While it may be a surprise to some, readers of this blog will have known all along that the current fiscal year (2014-15) was always estimated to be in deficit, although the amount varied.

In contrast, the 2015-16 budget just enacted was always planned to be in surplus. The chart below shows the revenue and spending estimates for the current year and next year:

$millions                FY2014-15  FY2015-16
Beginning reserves:         $5,589     $4,029
Revenues:                +$112,913  +$116,887
Expenditures:            -$114,473  -$115,369
Total deficit/surplus:     -$1,560    +$1,518
Ending reserves:            $4,029     $5,547
The ratio of end-reserves to spending rises from 3.5% for the current year to 4.8% for next year. The volatile personal income tax accounts for almost two thirds of total revenue. As has been pointed out in prior posts, such levels of reserves provide little cushion for an unexpected downturn. We have also pointed out in prior posts that there is a problematic pension deal embedded in the budget and the multi-year features of that deal seemed to be contradicted by legislative language that denies any obligation for UC pension funding beyond 2015-16. 

Note: It appears that the final budget language dropped the explicit language ruling out a future commitment to the pension. The language passed allocates one-year's worth of funding but makes no future commitment for the rest of what was promised as part of the Committee of Two deal. No mention of the future is better than explicitly stating that there is no future obligation. But it still lacks any future commitment.** [SEE CORRECTION BELOW]
**Assembly Bill No. 93

An act making appropriations for the support of the government of the State of California and for several public purposes in accordance with the provisions of Section 12 of Article IV of the Constitution of the State of California, relating to the state budget, to take effect immediately, budget bill.
[Approved by Governor  June 24, 2015. Filed with Secretary of State  June 24, 2015. ]…

6440-004-0001—For support of University of California ........................
5440-Support ........................
The funds appropriated in this item shall be released to the University of California only upon certification by the Director of Finance that the Regents of the University of California have approved a retirement program that limits pensionable compensation consistent with the limits specified in the Public Employees’ Pension Reform Act of 2013.


SEC. 85.

 Item 6440-004-0001 of Section 2.00 of the Budget Act of 2015 is amended to read:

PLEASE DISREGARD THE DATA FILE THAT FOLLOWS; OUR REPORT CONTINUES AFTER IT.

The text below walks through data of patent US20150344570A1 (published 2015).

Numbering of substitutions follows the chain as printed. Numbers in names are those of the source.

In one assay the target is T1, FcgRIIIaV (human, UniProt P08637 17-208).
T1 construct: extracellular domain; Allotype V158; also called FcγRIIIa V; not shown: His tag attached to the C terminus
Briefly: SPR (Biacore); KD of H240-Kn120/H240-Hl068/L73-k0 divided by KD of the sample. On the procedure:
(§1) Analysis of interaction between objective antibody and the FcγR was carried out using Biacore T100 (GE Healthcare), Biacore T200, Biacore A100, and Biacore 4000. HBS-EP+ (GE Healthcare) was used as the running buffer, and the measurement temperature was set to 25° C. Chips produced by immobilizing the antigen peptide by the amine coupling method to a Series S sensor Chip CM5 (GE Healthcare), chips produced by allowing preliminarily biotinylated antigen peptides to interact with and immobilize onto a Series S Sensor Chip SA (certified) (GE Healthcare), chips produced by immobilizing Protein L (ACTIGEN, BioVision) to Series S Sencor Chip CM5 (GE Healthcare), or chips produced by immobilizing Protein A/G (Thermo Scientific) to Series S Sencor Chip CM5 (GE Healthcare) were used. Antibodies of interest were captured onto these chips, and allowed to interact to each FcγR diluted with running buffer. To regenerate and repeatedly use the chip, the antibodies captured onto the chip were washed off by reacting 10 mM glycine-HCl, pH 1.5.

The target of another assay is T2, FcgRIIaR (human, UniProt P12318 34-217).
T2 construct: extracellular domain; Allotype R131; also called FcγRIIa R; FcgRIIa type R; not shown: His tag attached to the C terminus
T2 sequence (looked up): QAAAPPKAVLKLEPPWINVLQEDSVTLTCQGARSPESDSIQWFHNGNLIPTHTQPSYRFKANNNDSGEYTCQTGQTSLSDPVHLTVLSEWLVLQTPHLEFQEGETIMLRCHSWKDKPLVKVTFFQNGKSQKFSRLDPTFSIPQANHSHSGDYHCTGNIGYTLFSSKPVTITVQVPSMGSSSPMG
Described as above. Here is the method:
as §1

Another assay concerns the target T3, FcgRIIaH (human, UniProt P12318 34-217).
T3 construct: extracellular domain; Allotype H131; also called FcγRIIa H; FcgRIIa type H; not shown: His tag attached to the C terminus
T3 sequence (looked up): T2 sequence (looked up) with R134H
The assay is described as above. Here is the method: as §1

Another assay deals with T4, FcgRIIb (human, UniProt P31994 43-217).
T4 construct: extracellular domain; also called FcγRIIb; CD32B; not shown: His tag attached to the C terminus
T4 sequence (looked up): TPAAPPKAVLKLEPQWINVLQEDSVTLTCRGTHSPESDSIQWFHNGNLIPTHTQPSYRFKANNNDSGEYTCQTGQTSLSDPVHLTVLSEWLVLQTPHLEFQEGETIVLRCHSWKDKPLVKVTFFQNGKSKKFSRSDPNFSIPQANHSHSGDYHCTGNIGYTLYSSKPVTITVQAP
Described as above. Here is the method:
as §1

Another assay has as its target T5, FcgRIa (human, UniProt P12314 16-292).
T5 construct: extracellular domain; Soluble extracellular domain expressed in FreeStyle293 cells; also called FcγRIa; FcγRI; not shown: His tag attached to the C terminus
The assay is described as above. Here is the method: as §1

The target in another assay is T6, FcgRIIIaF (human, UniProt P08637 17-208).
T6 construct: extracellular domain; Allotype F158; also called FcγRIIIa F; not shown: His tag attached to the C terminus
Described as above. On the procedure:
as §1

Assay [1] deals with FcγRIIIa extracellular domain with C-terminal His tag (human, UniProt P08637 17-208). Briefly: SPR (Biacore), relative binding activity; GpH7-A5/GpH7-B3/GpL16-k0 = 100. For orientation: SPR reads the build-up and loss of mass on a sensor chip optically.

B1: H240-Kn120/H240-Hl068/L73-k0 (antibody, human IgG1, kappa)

6440-004-0001—For support of University of California ........................


(1)5440-Support ........................ 96,000,000


1.The funds appropriated in this item shall be released to the University of California only upon certification by the Director of Finance that the Regents of the University of California have approved a retirement program that limits pensionable compensation consistent with the limits specified in the Public Employees’ Pension Reform Act of 2013.

2.The funds appropriated in this item shall be used only for unfunded liabilities of the University of California Retirement Plan, in excess of current base amounts, to satisfy the requirements of clause (ii) of subparagraph (B) of paragraph (1) of subdivision (b) of Section 20 of Article XVI of the Constitution of the State of California.

3.Upon release of the funds, the Regents of the University of California shall submit a report to the Director of Finance and, in conformity with Section 9795 of the Government Code, to the Legislature demonstrating that the funds have been used to supplement and not supplant funding otherwise available to pay for unfunded liabilities of the University of California Retirement Plan.

4.This appropriation does not constitute an obligation on behalf of the state to appropriate any additional funds in subsequent years for any costs of the University of California Retirement Plan. The Legislature shall determine the amount of additional funds, if any, to be appropriated in subsequent years for costs of the University of California Retirement Plan.

Diddy Problems - and Others

Fred Cozens, UCLA's first football coach
LA Times sports columnist Bill Plaschke raises some unpleasant thoughts about the recent football-related confrontation at UCLA involving singer "P Diddy" and his son.* Plaschke points to other recent football-related issues at UCLA and suggests that nowadays, they may be inherent in big time college football. We have posted about other legal challenges currently in the mill regarding collegiate sports that have as their theme that the major sports are essentially commercial ventures and that the athletes are quasi-employees, even if not treated as such. And, of course, there is now concern about football concussions.** From the Plaschke column:

...All these crooked roads led to Monday's events in the school's weight room, where the Bruins suffered through the perfect storm of an overbearing parent [Diddy], a marginal athlete [his son], and a law-and-order coaching staff. While the legal system will decide the fault here — a yet-unreleased surveillance tape is key — there will remain larger questions that only [UCLA football coach] Mora can answer.